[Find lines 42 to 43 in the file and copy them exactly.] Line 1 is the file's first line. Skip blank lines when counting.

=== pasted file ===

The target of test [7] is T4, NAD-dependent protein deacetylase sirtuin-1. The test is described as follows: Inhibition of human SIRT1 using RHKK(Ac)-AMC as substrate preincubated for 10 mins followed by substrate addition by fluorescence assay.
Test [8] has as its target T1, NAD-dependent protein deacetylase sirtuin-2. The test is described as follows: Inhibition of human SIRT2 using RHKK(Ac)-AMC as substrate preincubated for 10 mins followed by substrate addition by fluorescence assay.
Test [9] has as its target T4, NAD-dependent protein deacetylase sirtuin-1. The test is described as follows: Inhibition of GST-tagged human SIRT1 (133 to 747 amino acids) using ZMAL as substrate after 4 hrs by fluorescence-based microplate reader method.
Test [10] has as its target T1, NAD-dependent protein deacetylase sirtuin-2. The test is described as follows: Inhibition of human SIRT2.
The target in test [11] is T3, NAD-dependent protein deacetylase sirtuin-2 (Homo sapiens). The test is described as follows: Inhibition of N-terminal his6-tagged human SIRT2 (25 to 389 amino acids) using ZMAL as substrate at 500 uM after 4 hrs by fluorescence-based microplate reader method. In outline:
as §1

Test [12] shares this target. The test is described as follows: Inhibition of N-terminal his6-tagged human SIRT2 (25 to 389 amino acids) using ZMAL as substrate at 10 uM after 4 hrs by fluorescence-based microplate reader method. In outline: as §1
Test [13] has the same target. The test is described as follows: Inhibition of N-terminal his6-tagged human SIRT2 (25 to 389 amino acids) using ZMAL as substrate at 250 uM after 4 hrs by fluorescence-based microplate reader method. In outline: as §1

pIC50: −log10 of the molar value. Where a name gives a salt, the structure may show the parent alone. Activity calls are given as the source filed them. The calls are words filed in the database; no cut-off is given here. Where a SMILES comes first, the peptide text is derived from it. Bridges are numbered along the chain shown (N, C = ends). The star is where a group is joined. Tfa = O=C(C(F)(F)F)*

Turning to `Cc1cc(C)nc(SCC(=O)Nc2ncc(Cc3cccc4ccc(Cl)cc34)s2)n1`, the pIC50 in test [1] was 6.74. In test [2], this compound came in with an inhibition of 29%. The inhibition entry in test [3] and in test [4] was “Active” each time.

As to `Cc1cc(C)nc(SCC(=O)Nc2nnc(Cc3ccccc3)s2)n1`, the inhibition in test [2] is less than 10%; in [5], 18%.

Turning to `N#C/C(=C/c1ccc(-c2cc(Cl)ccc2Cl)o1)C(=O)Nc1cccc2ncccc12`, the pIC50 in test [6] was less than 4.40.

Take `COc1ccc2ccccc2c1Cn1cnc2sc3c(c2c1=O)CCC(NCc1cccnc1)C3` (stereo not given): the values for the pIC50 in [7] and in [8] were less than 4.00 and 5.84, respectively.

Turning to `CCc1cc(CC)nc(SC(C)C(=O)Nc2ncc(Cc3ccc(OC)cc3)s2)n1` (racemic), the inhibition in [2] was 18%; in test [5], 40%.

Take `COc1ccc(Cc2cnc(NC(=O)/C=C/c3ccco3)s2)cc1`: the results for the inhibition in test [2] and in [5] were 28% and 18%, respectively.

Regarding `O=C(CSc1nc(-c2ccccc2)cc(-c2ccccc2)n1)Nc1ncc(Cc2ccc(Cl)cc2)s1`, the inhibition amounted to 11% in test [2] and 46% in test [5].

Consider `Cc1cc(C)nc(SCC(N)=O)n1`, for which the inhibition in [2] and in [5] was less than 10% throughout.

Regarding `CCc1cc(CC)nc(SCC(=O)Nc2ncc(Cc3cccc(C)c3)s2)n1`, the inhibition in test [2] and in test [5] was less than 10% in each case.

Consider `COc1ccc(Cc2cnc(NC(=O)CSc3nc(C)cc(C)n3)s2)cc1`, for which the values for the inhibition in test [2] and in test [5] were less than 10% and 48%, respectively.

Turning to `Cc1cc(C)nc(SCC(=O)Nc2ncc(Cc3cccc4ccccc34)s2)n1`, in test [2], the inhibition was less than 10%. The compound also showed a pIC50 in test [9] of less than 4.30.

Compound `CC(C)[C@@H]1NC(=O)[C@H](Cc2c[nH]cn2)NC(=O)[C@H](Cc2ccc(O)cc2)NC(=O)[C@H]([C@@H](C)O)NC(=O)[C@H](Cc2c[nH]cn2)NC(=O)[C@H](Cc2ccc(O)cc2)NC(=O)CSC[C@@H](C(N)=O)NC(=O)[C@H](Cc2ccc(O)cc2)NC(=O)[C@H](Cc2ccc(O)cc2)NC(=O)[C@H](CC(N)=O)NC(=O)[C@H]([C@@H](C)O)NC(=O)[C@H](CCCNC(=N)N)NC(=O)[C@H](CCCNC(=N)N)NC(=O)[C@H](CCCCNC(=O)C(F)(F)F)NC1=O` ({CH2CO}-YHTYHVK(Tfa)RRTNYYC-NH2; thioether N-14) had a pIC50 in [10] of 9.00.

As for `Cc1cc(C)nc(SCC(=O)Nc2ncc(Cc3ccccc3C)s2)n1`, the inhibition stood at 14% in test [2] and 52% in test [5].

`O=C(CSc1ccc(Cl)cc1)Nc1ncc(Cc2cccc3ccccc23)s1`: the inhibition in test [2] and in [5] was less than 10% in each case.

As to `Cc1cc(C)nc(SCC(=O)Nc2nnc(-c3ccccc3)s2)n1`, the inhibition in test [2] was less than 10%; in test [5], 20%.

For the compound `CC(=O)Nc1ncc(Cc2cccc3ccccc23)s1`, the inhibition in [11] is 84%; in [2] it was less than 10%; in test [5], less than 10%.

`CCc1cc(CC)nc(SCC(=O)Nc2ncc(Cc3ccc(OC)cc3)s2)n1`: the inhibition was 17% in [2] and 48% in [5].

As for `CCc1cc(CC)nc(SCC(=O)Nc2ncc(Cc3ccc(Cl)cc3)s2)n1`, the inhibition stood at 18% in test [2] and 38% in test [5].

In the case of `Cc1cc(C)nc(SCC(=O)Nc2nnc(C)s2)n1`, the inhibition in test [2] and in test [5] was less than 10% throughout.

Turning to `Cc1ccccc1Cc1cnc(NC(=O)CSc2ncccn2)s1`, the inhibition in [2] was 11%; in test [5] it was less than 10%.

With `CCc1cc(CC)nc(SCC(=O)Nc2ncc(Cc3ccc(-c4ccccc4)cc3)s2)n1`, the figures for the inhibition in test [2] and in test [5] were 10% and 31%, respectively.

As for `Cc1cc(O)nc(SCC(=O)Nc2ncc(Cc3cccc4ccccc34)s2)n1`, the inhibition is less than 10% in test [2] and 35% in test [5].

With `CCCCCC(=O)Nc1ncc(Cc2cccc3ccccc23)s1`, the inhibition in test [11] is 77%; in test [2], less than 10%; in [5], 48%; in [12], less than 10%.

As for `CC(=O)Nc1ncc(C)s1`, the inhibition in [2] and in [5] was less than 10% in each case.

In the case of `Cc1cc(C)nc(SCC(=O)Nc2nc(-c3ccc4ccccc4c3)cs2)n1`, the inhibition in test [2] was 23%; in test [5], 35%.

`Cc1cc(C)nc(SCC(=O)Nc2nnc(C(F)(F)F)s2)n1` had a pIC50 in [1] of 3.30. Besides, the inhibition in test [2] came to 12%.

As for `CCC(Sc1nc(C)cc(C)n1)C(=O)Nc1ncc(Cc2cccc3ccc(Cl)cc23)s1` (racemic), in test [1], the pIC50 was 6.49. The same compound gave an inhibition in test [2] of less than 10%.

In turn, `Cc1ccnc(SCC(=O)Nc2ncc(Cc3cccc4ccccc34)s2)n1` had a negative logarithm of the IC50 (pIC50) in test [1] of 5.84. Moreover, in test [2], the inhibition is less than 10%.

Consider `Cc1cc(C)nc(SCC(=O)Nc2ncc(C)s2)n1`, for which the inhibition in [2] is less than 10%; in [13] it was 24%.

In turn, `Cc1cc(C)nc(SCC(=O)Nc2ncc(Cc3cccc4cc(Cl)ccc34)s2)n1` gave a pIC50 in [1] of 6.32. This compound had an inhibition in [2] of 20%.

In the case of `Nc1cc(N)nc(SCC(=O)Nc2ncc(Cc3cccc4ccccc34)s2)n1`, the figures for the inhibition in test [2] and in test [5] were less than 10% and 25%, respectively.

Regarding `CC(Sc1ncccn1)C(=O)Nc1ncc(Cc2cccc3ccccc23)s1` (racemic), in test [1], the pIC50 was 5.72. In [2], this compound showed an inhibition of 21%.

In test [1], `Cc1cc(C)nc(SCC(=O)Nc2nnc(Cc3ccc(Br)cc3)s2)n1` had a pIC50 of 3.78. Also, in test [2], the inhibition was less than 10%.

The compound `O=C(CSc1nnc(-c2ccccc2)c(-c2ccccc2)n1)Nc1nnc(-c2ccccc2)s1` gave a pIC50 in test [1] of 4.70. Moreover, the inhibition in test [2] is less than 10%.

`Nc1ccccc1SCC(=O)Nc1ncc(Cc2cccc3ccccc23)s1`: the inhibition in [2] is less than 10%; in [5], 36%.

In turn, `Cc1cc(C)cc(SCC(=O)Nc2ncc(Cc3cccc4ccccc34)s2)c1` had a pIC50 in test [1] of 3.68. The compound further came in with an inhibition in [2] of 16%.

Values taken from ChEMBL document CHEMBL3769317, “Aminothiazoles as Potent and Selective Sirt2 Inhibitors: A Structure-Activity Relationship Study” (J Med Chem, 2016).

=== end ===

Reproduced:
In test [1], `Cc1cc(C)nc(SCC(=O)Nc2nnc(Cc3ccc(Br)cc3)s2)n1` had a pIC50 of 3.78. Also, in test [2], the inhibition was less than 10%.

The compound `O=C(CSc1nnc(-c2ccccc2)c(-c2ccccc2)n1)Nc1nnc(-c2ccccc2)s1` gave a pIC50 in test [1] of 4.70. Moreover, the inhibition in test [2] is less than 10%.